The task of headmaster appeared a thankless one - set up only 18 months previously, the school had already seen a rapid succession of headmasters unable to cope with the impoverished circumstances and with the classes of unruly orphans traumatised by war. But Hogg was up for it: a 'born headmaster' according to Alley. He soon established a daily regimen of 5 hours class work and 3.5 hours practical work in school workshops or neighbouring coops. But, in line with the best traditions of an English public school education, he also made sure there were plenty of sports and plenty of singing. Breaking with both Chinese and English tradition, Alley and Hogg sought to recruit working class students with a balance between those from the villages and from the cities: too many from the more educated elite, they thought, would have a negative influence on their classmates, passing on their 'long-nailed' attitudes. Hogg also ended the routine beatings and instead introduced a participative discipline, giving the boys responsibilities in managing the school, running their own committees for food, sport, the library, the wall newspaper, and the school shop.
Meanwhile he continued to write for the Manchester Guardian and Associated Press. His book I see a New China published in 1944 was received with acclaim on both sides of the Atlantic. His wide travelling often in dangerous circumstances had given Hogg much opportunity to witness the cruelties of the Japanese armies and the human degradation of war. But the style he chose was not that of 'blood and guts' reportage: ; his heroes were the Chinese peasants and the world he capture was the everyday life of the ordinary folk in wartime China. In the words of one reviewer, his book offered a 'straightforward and unpretentious' record of China at war, but at the same time compassion and respect for the ordinary Chinese people, and with this an optimism about China's future, shines through in his writings, never more so than in his descriptions of the village cooperatives and their members.
By December 1944 it had become clear that the future of the school was in peril not only with the advance of the Japanese armies but also with increasing harassment from Guomindang soldiers. Having sent half of his students on ahead, Hogg set off with around 30 boys on the 10-week trek across the mountains to Shandan in neighbouring Gansu province. With only one truck for half of the journey and otherwise using donkeys and carts, they hauled some 15 tons of machinery - including one of the very few modern cotton milling machines in North West China - along with them. They eventually arrived at their destination in March 1945 and set about re-establishing the school in the buildings of an old temple. Just months later, Hogg caught tetanus after stubbing his toe while playing basketball with the boys, and died.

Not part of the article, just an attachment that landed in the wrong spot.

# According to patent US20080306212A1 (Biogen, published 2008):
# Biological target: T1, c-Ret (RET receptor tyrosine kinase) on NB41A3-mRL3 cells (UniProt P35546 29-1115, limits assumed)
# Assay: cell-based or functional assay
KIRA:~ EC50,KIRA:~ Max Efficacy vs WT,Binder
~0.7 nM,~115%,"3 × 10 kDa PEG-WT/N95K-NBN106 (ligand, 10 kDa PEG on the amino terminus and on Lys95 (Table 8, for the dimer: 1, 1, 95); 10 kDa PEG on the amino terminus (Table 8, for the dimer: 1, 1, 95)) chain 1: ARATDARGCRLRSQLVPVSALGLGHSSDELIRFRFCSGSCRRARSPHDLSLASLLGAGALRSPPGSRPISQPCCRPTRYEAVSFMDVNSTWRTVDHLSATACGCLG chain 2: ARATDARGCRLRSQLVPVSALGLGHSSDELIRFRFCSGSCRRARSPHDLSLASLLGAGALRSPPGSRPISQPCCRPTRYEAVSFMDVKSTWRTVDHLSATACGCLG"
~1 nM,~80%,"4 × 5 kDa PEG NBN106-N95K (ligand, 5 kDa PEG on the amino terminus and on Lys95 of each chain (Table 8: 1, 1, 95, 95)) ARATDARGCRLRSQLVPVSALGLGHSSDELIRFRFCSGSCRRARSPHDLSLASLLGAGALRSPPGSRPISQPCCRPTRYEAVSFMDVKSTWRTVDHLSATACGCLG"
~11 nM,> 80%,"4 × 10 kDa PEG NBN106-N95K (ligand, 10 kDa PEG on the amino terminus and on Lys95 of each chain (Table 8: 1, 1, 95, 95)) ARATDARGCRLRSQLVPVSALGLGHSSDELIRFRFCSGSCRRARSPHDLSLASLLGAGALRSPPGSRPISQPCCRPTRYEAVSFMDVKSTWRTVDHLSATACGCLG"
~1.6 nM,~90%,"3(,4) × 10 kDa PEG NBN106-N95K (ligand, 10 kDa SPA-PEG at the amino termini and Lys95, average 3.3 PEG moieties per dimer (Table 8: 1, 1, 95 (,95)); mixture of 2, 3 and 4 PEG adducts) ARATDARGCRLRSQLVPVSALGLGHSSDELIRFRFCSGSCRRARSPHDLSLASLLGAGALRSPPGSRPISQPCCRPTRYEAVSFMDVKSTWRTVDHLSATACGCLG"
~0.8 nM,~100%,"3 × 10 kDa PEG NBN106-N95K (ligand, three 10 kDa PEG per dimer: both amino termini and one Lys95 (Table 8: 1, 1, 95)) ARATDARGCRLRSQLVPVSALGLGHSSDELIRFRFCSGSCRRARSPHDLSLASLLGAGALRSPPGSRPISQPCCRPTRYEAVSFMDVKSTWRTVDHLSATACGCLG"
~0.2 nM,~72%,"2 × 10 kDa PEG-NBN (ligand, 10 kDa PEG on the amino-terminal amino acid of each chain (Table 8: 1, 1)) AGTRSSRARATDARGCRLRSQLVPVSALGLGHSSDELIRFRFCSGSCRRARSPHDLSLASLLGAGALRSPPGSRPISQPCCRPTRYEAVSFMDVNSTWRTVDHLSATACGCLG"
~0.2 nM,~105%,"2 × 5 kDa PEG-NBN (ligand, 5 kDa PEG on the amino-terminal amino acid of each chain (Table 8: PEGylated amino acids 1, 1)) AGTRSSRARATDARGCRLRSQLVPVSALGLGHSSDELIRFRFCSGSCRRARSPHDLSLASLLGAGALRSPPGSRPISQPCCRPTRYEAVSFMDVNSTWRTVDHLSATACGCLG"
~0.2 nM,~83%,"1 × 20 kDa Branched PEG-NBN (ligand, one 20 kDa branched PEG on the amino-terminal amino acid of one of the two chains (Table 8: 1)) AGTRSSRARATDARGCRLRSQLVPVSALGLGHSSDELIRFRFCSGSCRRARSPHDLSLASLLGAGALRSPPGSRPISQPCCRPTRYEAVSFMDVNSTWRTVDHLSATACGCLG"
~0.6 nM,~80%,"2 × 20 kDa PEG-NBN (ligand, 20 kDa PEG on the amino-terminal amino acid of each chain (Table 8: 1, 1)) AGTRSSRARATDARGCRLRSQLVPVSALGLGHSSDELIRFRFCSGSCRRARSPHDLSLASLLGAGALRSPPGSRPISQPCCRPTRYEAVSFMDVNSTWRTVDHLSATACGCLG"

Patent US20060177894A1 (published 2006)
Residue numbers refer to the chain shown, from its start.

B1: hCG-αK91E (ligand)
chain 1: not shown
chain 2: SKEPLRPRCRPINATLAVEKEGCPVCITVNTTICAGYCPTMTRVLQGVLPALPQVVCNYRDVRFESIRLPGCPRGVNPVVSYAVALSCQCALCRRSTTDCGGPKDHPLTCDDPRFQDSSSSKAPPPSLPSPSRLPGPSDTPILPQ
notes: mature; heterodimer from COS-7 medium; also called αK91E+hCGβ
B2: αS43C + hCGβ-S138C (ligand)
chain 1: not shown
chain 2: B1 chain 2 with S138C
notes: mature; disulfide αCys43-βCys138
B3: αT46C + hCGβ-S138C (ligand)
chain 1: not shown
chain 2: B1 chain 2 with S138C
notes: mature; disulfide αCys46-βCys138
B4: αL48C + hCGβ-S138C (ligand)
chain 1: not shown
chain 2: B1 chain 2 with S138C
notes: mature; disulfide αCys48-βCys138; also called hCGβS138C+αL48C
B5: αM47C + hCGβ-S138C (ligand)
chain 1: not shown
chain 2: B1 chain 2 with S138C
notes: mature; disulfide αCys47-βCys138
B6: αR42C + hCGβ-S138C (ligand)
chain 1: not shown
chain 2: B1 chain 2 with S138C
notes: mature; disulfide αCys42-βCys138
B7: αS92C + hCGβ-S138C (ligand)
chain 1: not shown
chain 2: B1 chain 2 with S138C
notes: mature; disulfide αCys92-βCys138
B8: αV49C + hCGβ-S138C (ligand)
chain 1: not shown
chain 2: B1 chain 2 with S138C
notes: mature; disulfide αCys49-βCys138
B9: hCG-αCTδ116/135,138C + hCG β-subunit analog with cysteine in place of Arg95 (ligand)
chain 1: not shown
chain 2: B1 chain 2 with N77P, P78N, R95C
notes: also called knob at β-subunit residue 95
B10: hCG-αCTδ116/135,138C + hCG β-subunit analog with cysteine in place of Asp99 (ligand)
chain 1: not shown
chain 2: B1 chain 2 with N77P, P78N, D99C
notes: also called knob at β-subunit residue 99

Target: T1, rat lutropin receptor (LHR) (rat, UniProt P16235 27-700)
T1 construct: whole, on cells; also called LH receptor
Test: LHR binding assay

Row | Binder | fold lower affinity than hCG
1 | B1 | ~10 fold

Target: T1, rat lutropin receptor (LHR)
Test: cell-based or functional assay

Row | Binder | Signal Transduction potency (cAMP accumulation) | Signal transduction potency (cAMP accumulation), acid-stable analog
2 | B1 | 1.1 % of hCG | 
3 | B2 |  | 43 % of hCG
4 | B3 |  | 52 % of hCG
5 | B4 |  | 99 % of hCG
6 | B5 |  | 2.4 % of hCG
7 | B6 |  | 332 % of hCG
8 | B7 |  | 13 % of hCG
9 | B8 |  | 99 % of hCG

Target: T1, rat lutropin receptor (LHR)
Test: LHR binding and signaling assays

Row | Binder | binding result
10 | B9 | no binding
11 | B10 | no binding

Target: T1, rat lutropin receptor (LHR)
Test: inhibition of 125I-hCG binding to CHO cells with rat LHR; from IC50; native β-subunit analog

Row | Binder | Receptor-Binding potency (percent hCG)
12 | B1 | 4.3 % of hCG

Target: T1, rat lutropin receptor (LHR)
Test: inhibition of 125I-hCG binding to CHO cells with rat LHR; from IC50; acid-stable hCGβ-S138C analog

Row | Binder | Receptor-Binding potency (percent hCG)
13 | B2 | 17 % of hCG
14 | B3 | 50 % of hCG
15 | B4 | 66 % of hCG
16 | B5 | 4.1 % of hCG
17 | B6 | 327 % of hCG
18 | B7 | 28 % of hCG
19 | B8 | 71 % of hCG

After 1949, CIC was wound up, and the Shandan Bailie School was re-established in Lanzhou in 1952 as a technical training college for apprentices from the local oil industry. During the Cultural Revolution, CIC activists came under criticism, but, concerned not least to rehabilitate the movement and those who had supported it, Alley revived CIC in the early 1980s. The Shandan Bailie School was re-opened in 1984, and George Hogg's grave restored in a memorial garden on the edge of town, as he himself was acclaimed by Deng Xiaoping as a 'great international fighter'.
Hearing of these developments, Daily Telegraph journalist, James MacManus, became intrigued to know why this unknown Englishman was being so celebrated in China. His research was eventually to reach fruition with the publication of the biography Ocean Devil in 2008. In this, MacManus sums up Hogg's achievements in the following way: "Hogg created a school from the chaos of war. He... moved it against all odds to the rim of the remote Gobi desert. He... rebuilt it as a refuge and a place of safety for some sixty pupils". When later in 1945, the News Chronicle published an appeal for young men to volunteer to take Hogg's place and work for the Chinese industrial cooperatives, nearly 6,000 applied.
Today, George Hogg's memory is being kept alive by his old school, where he is seen as their most inspiring alumni, a model of personal sacrifice who gave up a privileged middle class life for work amongst the most impoverished in war-torn China, regardless of the dangers and hardship he himself had to endure. A considerable collection of Hogg's papers are now held in the school archive and, after contact was established in 2008, staff and students have paid visits to the Shandan Bailie School and have also welcomed a visit from two of Hogg's four adoptive sons. At the most recent event in October, St Georgians mixed with people from the local history and local cooperative societies in a series of afternoon and evening activities. These introduced the ideas and principles of the cooperative movement and its work in Britain and internationally, and included talks on the international cooperative movement as well as on the development of CIC during the anti-Japanese resistance, which highlighted the support that came from the British cooperative movement to China at this time.
SACU's 'In the footsteps of Joseph Needham' tour will be visiting Shandan September 2013. China Eye will aim to include more on CIC in a future issue.
The above brief biography draws on "Ocean Devil: the life and legend of George Hogg". James MacManus. Harper Perennial (London 2008).
© Copyright Society for Anglo-Chinese Understanding (SACU) 2012 reprinted from SACU's China Eye magazine Issue 36, 2012
The views expressed in this article are those of the author and do not necessarily represent the view of SACU.